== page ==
Desde allá, a first feature from Venezuelan Lorenzo Vigas, won the Golden Lion for Best Film in Competition at last year’s Venice Film Festival. Desde allá paints a very particular Caracas-set love story between Armando, a wealthy middle-aged man who makes dentures for a living, and Elder, a local teenager he solicits for sex.
At the 2013 Venice Film Festival, Moroccan-born French director Robin Campillo’s Eastern Boys won Best Film in the festival's Orizzonti section. Daniel, a wealthy middle-aged man, cruises Paris’s Gare du Nord train station. His life is changed when he solicits Marek, a young immigrant, for sex.
The existence of these two films, in such proximity, posits a new sub-genre within the increasingly diverse movement of queer-themed stories in art-house cinema. Despite a strikingly similar premise, Desde allá and Eastern Boys exhibit quite diverse narrative voices and even more disparate conclusions. What do their opening sequences communicate of the socio-political realities of Caracas, and Paris? What elements remain?
These aren’t simply stories of bleak middle-aged men cruising for rent boys; they’re love stories that evolve into social contracts, expose the transactional nature of relationships, and offer a new lens of inquiry into the bond between father and son, citizen and state.
Desde allá opens on a group of teenagers hanging about the streets of Caracas. Trash litters the street; the frame, while sunny, is de-saturated. A form creeps into the static composition and focus racks to his face: middle-aged, his gaze on the teenagers. In a single shot that at once demonstrates an arresting command of cinematography to reveal a character’s alienated inner state, and a trust in the audience to fill in the blanks, the man walks toward the teenagers: focus lingers on the absent place where he once stood.
The more attractive member of the teenage bunch climbs onto a crowded bus. Our protagonist tails him, watches him through the loose hanging arms of other passengers. He sits beside the teenager and pulls a fat stack of cash from his pocket.
Cut to inside the man’s apartment. Until now, the sequence unfolds without dialogue.
The opening sequence of Eastern Boys is crowded by comparison. Quick cuts and long-lensing from above recall the opening scene of Coppola’s The Conversation, except this San Francisco square is the Gare du Nord train station in Paris, the nefarious subjects a group of teenagers who don’t speak the local tongue. Threat of authority is ever present— the audience’s gaze as if through surveillance cameras, the station guards lurking on the edge of frame. Eventually we notice, too, an adult with his own agenda— a middle-aged man carrying a briefcase, nervous to go unseen.
He approaches the more aloof, sinewy teenager of the bunch who walks back in the station. Ensconced beneath a staircase in broken English, the teen sets his price: “I do everything… 50 euro.”
In Desde allá and Eastern Boys, each protagonist's ‘approach’ functions as a mise-en-abîme of the Director’s own engagement with the narrative. Vigas’s minimalist storytelling, while detached, is potent in its economy. Detail rather than exposition seeps the audience in Campillo’s very particular, very French milieu of class and inter-cultural inquiry. Both sequences elide exposition, privileging imagery and behavior to set the tone of what evolve into somber love stories predicated at least initially on transaction.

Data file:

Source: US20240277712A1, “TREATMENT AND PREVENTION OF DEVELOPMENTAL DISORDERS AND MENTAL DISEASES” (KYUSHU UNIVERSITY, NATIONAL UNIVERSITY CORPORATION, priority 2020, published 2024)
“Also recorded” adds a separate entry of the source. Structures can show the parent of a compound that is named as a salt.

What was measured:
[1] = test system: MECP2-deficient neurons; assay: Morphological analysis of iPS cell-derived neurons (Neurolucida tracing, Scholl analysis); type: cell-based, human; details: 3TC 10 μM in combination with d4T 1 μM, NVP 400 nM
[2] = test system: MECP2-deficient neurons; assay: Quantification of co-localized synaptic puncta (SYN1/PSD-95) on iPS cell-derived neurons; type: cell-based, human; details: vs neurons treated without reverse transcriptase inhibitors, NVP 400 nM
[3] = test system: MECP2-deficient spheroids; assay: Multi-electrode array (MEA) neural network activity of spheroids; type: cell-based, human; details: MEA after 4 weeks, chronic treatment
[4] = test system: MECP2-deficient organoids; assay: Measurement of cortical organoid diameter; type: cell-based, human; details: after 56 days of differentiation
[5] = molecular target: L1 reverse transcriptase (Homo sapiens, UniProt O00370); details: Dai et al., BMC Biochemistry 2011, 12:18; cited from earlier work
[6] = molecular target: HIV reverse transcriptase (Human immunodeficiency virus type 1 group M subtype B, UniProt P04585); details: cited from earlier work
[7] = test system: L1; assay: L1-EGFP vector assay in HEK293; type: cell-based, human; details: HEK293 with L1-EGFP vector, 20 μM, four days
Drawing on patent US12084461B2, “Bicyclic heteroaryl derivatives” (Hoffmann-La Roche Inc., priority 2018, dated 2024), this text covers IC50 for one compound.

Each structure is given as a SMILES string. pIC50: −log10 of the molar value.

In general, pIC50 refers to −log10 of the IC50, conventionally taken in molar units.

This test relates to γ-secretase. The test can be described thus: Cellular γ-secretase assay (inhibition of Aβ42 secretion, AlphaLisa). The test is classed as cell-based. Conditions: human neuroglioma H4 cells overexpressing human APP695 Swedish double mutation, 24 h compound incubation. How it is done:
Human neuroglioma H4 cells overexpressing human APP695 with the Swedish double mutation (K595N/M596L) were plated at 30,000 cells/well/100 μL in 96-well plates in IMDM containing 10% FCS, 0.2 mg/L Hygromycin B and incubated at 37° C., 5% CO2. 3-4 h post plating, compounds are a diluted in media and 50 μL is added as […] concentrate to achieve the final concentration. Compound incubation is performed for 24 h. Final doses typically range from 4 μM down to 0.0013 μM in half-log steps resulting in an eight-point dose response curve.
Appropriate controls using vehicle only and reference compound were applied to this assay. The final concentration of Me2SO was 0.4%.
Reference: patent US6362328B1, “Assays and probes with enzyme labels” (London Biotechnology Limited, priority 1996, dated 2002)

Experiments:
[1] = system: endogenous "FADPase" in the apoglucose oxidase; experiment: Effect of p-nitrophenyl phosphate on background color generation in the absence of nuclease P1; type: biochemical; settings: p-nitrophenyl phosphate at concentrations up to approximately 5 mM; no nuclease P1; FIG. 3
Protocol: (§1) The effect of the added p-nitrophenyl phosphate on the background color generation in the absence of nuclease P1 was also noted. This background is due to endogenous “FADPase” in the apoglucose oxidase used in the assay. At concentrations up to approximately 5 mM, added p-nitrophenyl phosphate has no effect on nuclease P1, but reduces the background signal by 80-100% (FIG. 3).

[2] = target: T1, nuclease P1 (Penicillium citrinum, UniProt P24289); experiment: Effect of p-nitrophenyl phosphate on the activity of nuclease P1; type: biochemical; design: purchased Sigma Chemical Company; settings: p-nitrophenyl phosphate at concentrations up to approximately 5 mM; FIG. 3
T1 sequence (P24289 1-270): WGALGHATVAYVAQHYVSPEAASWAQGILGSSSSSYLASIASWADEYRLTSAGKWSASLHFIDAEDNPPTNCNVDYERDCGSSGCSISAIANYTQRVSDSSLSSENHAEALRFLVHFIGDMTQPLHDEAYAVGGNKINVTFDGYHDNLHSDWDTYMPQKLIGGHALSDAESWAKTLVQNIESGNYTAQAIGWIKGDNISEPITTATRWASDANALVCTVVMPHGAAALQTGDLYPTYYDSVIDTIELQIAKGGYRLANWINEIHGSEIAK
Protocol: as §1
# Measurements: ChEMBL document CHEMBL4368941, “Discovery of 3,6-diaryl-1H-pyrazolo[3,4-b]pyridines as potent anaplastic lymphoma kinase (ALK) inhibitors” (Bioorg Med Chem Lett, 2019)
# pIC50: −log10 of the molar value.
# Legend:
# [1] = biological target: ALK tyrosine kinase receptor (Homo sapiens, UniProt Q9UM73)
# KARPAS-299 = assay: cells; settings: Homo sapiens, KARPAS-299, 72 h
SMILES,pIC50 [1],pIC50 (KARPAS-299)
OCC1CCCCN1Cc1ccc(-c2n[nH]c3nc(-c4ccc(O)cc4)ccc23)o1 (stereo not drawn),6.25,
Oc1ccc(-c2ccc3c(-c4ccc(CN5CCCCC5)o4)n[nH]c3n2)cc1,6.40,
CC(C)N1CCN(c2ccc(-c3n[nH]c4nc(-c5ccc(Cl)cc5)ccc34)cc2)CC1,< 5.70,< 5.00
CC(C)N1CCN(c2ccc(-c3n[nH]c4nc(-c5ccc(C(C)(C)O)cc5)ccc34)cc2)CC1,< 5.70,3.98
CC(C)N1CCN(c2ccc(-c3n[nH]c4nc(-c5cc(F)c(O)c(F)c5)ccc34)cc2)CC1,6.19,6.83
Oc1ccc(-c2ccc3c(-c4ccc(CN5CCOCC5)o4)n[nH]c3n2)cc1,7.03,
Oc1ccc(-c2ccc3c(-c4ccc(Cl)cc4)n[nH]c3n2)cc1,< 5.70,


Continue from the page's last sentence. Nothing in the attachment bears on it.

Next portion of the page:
The central relationships— between the older Armando and the younger Elder in Desde allá, between Daniel and Marek in Eastern Boys— thus become love stories that double as political meditations. Eastern Boys’ opening sequence establishes power dynamics and social hierarchy. Marek’s naming of a price places us in a market in which he acknowledges himself as a commodity, his value definitive. Desde allá, on the other hand, opens on trash in the streets, cramped buses, blurry crowds. We never know how much cash Armando sets aside in thick wads— Elder’s value feels less like payment and more like a bribe.
In both films, the pursuing adult ultimately rejects the increasingly affectionate teenager and romance shifts to paternalism. Love stories, then, become a framework by which to examine the nature of social contracts in the films’ relative nations: France and Venezuela.
Elder has been abandoned by his father in a world where poverty is taken as a given. Equally, Armando lurks in the shadows, observing the quotidian activity of a much older, much wealthier man one assumes is his own father. In Venezuela, it follows, paternal dysfunction is inherited.
On the other hand Marek’s poverty is a function of circumstance. He is an illegal immigrant having fled war-ravaged Chechnya as a child. The titular Eastern Boys are his makeshift family. Young and forsaken, this fraternity of lost brothers is characterized by an enforced hierarchy with draconian penalties for defection. And yet, Campillo draws these characters as all deeply human.
If Desde allá posits the father/son dynamic as an allegory for citizen/state, in Eastern Boys, the father is the socialist state complete with French lessons, flat-rate negotiation and a blind eye to robbery. Daniel (the state) literally adopts Marek, the son: he becomes a French citizen. Unfortunately, no such legal status awaits Elder. In Desde allá, there is no happy ending.